A short time after Herman and Sandy's return, Lindbergh’s wife is rescued from her unlawful psychiatric hold, and uses her freedom to send out a message to the public. In it, she calls for peace in the nation, for the acting president to be removed from power, and for an emergency presidential election to be held to determine a proper replacement for her husband. In the moment, her public address seems to be the clearest indicator yet that the series is heading toward the same conclusion as the novel. Simon and Burns, however, clearly have other plans, as the final ten minutes feature some of the biggest swerves away from the source material.
The changes begin with the tumultuous dinner between the Levins, Alvin, and his new bride-to-be, Minna (Keilly McQuail), which begins rather peacefully but concludes with Herman and Alvin getting into a bloody and wholly unnecessary brawl in Herman’s home. The scene itself is taken almost exactly from Roth’s novel — with one key difference, in the book, it occurs prior to Lindbergh’s disappearance, which makes the fight feel mostly like it's about Herman and Alvin taking the tension of the moment out on each other. By placing the scene later in the series, after Lindbergh’s disappearance and heading into the emergency election, Simon and Burns end up casting the fight in a much different light. You may think the worst is over, the series seems to say, but the trauma of Lindbergh’s presidency has changed relationships in ways that may never be reconciled.
The scene's nihilistic, chilling feel makes it the perfect lead-in to the final montage, as we watch Herman and thousands of other Americans cast their votes on election day. Most of them are presumably voting to re-elect Franklin D. Roosevelt. In the novel, Roosevelt handily wins the election, and is in office when Japan attacks Pearl Harbor, which leads to the U.S. entering the war and history unfolding more or less the way it did in real life. Simon and Burns’ version ends in a much less conclusive fashion.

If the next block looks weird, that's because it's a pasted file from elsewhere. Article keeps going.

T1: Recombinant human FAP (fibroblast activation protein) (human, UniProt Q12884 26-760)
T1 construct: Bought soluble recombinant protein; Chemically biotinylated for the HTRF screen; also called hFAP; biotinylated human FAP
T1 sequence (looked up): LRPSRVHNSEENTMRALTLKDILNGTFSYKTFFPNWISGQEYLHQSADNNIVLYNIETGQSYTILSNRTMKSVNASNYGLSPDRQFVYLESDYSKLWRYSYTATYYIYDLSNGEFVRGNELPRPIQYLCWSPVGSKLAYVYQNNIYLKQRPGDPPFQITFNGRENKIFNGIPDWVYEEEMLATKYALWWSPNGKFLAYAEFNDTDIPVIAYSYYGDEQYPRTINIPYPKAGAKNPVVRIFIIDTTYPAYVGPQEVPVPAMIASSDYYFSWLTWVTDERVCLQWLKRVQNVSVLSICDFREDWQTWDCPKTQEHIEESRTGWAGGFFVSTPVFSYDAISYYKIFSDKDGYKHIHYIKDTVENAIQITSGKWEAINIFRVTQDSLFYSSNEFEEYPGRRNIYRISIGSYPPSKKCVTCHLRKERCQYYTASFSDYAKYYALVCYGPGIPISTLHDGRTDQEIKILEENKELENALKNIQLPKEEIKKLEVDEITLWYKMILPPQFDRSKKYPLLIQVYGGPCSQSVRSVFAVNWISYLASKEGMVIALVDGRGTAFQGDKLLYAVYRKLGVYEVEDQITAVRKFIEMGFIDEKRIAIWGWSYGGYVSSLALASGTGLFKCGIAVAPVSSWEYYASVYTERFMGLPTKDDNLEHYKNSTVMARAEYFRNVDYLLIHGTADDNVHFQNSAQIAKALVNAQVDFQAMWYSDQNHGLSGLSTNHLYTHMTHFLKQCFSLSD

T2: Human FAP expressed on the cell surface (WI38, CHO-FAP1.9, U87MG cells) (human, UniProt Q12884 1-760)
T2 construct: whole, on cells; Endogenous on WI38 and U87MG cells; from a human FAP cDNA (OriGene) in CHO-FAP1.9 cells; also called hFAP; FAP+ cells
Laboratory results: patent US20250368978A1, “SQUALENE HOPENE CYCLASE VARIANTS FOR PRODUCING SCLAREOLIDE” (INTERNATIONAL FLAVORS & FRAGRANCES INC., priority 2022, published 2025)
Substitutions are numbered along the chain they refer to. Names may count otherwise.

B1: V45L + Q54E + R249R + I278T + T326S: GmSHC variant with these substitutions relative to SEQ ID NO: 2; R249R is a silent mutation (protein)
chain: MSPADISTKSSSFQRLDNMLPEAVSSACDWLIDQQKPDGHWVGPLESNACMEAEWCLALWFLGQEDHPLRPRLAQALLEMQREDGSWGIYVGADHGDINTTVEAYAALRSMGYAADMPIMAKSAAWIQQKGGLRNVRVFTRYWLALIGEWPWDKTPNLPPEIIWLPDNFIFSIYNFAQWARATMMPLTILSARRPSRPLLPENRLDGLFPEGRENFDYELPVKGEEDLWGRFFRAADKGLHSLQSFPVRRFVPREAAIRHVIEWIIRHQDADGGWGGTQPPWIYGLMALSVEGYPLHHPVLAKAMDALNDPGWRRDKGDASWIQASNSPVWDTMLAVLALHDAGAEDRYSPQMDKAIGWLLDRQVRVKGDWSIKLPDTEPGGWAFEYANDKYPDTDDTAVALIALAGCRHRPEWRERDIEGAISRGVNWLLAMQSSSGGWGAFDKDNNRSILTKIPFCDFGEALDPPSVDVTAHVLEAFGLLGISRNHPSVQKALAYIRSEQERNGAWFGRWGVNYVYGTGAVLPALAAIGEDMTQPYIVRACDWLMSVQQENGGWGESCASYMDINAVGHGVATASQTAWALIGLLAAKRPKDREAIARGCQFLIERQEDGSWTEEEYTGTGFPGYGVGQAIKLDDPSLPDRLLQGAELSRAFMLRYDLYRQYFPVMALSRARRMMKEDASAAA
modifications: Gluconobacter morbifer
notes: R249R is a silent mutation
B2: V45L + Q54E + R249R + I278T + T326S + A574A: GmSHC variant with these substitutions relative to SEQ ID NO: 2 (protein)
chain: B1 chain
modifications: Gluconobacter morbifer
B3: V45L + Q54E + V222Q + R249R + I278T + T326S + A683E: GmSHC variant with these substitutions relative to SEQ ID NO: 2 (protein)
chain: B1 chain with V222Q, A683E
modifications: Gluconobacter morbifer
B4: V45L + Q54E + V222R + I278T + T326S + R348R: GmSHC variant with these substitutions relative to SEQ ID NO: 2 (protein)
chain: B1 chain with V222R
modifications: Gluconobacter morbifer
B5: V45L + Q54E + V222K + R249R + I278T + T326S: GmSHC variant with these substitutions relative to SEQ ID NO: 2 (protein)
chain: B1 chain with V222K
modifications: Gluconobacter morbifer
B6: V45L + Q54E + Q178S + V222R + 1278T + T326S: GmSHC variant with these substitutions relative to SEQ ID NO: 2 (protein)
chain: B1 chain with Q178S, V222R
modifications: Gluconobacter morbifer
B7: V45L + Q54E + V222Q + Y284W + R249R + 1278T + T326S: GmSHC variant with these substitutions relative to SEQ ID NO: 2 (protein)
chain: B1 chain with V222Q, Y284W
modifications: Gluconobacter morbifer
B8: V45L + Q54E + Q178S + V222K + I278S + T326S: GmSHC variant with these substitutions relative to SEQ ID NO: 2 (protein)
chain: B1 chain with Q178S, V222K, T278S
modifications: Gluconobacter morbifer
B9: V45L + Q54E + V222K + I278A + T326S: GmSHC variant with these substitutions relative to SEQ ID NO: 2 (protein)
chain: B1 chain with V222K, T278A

Rather than ending on images of Roosevelt back in office and everything returning to normal, the final election day sequence is filled with moments of voter suppression and of ballots being burned. All of which builds to the series’ final image, of Herman and Bess and the rest of the Levins sitting around the radio, nervously awaiting the election results. They are, of course, not just waiting to find out who is president, but to see if someone will finally be able to put an end to the madness. But the miniseries stops short of giving us the book's happy ending, leaving us instead with the chaotic election images hanging fresh in our minds, unsure there can be such a thing as a “happy ending” when there are those looking to manipulate something as fragile and pure as democracy for their own personal gain.
By concluding the series on this uncertain moment, Simon and Burns have faithfully adapted Roth’s novel, while making its story feel even more relevant to the turbulent and divisive political times we find ourselves in today. As the series not so subtly remind us, 2020 is an election year, after all.
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Alex Welch has written about television and film for TV by the Numbers, IGN, The Berrics, Paste Magazine, Screen Rant and GeekNation. Follow him on Twitter @alexrwelch.